Joy-Ann Reid, a political analyst and host of MSNBC’s morning talk show AM Joy, gave a presentation titled “Journalism in the Age of Fake News” on Thursday, Nov. 2. Her visit was a part of the Milton S. Eisenhower (MSE) Symposium’s 2017 speaker series.
Reid recalled attending the 2015 White House Correspondents’ Dinner during the Baltimore Uprising that followed the death of Freddie Gray. The contrast between those two settings led her to rethink her own responsibility as a journalist.
“We were coming face to face with the dichotomy of what we were living in our lives and what was happening in the real world,” she said.
Reid expressed frustration with the distrust many Americans feel toward the news media due to growing political divisions.
“What we see is that the two sides of the country are just moving apart and that people have fewer and fewer overlapping views,” she said. “A lot of Americans, increasingly, get their news not from people like me but from their friends and from their family.”
According to Reid, many Americans began to perceive a liberal bias in the media at the turn of the 20th century. She pointed to the reporting of black journalist Ida B. Wells, who covered lynchings in the South. Many white Southerners at that time interpreted her reporting as biased.
Reid also attributed the increased polarization in political discussion to former President Ronald Reagan’s revocation of the Fairness Doctrine in 1987. This policy, enacted in 1949, required media outlets to dedicate airtime for multiple points of view on controversial issues.
After Reagan revoked this policy, Reid said that she saw a rise in media that was either strictly conservative or strictly liberal, and people began to get news exclusively from sources aligning with their own political views.
She said that the polarization of news sources has been exacerbated on social media.
“We’re living in what I call an age of unbelief, and what that means is that, over time, there evolves an attitude among modern Americans that if you don’t like the news stories, you just don’t believe them,” she said. “We have people believing what feels good rather than what’s true.”
Given Facebook’s algorithm, it recommends news stories for users based on stories they’ve previously viewed. Reid believes that this trend presents a unique problem for journalists.
“We don’t have access to everyone, and people only have access to the information that they want to have access to,” she said. “We’re fighting both the news bubble and we’re fighting extreme partisanship. We’re fighting active purveyors of conspiracy theories.”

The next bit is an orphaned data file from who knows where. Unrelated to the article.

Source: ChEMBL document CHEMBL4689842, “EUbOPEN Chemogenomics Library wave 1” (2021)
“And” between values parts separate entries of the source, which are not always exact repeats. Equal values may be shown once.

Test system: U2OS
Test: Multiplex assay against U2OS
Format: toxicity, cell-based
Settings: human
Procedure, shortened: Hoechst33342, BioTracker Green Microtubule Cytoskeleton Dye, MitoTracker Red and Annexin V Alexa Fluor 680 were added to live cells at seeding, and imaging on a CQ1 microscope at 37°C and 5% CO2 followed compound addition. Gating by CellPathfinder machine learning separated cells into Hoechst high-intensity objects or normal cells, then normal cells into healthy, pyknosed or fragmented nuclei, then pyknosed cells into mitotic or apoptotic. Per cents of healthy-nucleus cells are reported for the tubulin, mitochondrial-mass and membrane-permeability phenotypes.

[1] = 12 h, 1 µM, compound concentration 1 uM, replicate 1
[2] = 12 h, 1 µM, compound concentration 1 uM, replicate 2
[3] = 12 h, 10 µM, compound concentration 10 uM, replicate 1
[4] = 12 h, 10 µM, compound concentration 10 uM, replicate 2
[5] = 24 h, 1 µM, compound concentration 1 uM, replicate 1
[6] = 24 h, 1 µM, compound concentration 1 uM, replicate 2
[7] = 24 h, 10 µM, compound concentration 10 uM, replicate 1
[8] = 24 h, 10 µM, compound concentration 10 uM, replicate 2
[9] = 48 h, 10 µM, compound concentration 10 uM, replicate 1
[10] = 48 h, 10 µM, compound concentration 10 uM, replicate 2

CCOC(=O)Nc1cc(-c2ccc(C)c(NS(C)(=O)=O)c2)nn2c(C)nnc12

While Reid said that the political divide caused by news consumption is unhealthy for the country, she was unsure of possible solutions. She said that the media cannot make people believe what they do not want to believe.
The country saw unprecedented political polarization during the 2016 election, in which Reid noted that, for the second time in 16 years, a Democratic presidential candidate won the popular vote but lost the election.
She credited this to the fact that Republican voters tended to be distributed more evenly across the nation, thus earning more electoral votes.
Democratic voters tend to be centralized in cities, while Republican voters are more likely to live in rural communities. As a result of this, she said that the electoral college favors Republicans.
“At this moment, the Republican party is in almost complete control of the government,” Reid said. “Republicans, despite being fewer in number, more scattered, more rural and from fewer towns and exurbs, actually now control the lionshare of the power throughout the country.”
Reid warned of the dangers of fake news and mindless consumption of media, especially under the current presidential administration.
“I can tell you that the only two ingredients needed for authoritarianism is a leader who exploits the truth and a public willing to believe it and willing to go along with it because it’s comforting,” she said.
Sophomore Cristian Aguirre said that he appreciated the way Reid critiqued both sides of the political discussion but was disappointed that she did not offer solutions.
“I guess that forces me as an audience member to wonder what can be done about this,” he said. “It is pretty dangerous.”
Like Reid, Aguirre was unsure how news sources could return to attracting a range of viewers from diverse political perspectives.
“People only look at the news that shows what they believe, so I would like things to be more objective, but I just don’t know how to get there,” he said. “It would require systemic changes that are beyond the realm of immediate possibility.”
Senior Oneeb Malik was interested in hearing Reid’s opinion on the differences between the Democratic and Republican parties.
“All you’re seeing nowadays on Facebook or when talking with your friends are the divides, whether they’re racial, economic, rural, urban,” Malik said. “They’re everywhere, so I wanted to hear a person of authority talk about that.”
He said that both conservative and liberal news sources need to target broader audiences.
“Conservative media is a huge problem for me,” Malik said. “The liberal side does this, too, but a little more objective view of things would be nicer, and trying to reach across the aisle for both sides would be more ideal.”